Under Arizona law, people commit DUI hit and run, or leaving the scene of an accident, if they fail to stop their vehicle after getting into a motor vehicle accident while driving intoxicated. Drivers in this scenario can get charged with DUI per ARS 28-1381A1, hit and run per ARS 28-661 or ARS 28-662, and even aggravated DUI per ARS 28-1383 depending on the circumstances. DUI hit and run accident cases can result in felony charges that are punishable by several years in state prison.
- leaving the scene of an accident while driving a car with a blood alcohol concentration (BAC) of .08%.
- hitting a parked car when driving under the influence and speeding away from the accident scene.
- colliding with another motor vehicle when driving intoxicated and not stopping.
People accused under one of the above statutes can challenge the accusation with a legal defense. A few common defenses include defendants showing that:
- they were not driving under the influence,
- the police arrested the wrong person, and/or
- law enforcement violated one of their constitutional rights.
Prosecutors can charge DUI hit and run or leaving the scene of an accident as either a misdemeanor or a felony depending on the facts of the case. A conviction can result in:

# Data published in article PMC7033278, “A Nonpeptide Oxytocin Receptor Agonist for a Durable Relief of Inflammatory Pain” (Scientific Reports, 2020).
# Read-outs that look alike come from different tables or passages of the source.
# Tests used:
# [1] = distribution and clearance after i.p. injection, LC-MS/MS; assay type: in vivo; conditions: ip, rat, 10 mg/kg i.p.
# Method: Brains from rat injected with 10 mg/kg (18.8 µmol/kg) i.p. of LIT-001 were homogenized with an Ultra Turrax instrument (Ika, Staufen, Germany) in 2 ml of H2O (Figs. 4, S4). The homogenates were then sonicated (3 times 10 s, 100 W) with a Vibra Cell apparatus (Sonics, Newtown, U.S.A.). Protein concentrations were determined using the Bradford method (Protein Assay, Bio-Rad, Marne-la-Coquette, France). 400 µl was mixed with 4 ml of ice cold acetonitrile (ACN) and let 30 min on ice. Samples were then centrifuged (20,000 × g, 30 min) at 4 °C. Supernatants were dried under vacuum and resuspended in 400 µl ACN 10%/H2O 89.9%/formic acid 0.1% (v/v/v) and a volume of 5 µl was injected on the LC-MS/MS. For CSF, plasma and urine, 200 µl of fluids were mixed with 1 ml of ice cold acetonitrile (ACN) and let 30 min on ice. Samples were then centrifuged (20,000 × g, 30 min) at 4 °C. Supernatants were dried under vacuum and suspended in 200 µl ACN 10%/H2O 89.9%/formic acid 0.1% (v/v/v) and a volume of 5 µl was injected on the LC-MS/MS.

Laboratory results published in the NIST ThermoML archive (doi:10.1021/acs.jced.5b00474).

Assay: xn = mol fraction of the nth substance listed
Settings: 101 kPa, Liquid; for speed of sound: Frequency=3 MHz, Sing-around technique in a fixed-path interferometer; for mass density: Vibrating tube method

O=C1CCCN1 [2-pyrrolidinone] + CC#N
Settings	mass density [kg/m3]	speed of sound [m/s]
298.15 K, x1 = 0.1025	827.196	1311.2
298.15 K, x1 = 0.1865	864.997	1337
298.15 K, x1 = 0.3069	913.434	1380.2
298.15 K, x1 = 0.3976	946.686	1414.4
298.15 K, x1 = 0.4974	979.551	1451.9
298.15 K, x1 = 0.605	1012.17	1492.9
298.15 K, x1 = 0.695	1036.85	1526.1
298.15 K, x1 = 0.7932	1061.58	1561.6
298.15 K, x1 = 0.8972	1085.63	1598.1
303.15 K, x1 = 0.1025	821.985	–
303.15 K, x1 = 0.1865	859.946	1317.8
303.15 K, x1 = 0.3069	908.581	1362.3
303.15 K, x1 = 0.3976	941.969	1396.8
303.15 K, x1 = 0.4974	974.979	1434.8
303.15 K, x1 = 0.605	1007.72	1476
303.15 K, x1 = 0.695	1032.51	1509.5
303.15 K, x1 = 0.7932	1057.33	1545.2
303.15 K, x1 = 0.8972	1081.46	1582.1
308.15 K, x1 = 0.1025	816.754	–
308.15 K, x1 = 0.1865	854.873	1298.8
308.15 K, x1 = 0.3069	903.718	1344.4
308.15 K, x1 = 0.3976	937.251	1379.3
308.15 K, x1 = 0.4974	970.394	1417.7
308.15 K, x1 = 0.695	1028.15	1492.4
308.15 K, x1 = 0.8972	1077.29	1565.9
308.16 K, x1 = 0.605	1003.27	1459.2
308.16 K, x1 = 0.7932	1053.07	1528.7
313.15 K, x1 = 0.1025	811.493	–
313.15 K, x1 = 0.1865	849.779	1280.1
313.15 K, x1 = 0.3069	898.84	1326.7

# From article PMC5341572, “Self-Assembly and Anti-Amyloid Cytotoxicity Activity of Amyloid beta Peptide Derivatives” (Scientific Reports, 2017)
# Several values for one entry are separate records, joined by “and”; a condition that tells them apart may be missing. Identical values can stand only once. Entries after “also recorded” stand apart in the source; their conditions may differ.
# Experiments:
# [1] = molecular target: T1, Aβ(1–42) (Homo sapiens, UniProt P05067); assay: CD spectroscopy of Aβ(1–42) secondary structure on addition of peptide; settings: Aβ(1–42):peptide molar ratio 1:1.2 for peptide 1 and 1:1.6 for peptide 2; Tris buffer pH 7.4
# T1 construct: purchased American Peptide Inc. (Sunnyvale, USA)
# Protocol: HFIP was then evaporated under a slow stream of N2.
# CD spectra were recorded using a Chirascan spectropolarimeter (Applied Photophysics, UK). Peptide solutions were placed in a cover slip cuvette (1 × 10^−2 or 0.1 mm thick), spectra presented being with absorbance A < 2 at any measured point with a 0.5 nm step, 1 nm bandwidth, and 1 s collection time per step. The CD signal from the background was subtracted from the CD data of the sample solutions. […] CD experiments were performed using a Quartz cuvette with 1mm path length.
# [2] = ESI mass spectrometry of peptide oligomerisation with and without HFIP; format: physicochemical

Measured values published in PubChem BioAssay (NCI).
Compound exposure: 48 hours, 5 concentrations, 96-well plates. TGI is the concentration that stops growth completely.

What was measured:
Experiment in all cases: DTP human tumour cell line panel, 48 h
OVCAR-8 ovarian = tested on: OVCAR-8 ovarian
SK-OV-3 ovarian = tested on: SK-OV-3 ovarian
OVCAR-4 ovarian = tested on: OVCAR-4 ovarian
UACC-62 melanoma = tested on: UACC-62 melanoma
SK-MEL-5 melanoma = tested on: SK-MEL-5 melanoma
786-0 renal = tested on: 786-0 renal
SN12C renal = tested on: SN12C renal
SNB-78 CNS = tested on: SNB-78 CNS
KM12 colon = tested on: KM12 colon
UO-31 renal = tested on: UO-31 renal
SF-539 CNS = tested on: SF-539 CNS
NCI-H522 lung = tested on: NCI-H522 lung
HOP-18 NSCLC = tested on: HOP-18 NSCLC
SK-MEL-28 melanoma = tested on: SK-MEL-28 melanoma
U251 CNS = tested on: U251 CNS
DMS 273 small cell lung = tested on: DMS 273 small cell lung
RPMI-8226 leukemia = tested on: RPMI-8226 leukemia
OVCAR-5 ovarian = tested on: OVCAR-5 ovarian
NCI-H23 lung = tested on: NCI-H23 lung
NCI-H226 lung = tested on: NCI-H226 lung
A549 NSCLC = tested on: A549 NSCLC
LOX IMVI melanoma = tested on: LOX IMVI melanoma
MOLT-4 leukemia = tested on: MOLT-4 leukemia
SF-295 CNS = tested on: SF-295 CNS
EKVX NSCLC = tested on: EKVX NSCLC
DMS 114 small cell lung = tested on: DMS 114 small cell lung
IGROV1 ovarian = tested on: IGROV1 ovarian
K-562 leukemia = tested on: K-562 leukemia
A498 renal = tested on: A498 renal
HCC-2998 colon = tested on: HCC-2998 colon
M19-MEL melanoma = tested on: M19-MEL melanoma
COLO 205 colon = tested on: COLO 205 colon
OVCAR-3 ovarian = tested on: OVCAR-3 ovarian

- custody in state prison or county jail, and/or
- a costly fine.
In this article, our Phoenix criminal defense attorneys will discuss what the law is under these statutes, defenses available if charged, the penalties for a conviction, and related crimes.
1. How does Arizona law define “DUI hit and run or leaving the scene of an accident”?
In general, a prosecutor must prove the following elements to successfully convict a driver of DUI hit and run or leaving the scene of an accident:
- the defendant drove or was in actual physical control of a motor vehicle while under the influence (of alcohol and/or drugs), or
- the defendant drove or was in actual physical control of a vehicle with a blood alcohol concentration (BAC) above the legal limit of .08%, and
- the accused got into a car accident and failed to stop at the accident scene.
Under Arizona’s DUI laws, a prosecutor will typically charge a person with DUI in these cases and then an offense under either:
- ARS 28-661, or
- ARS 28-662.
Per ARS 28-661, people are guilty of a crime if they:
- get involved in a car accident resulting in serious injury or death to a person, and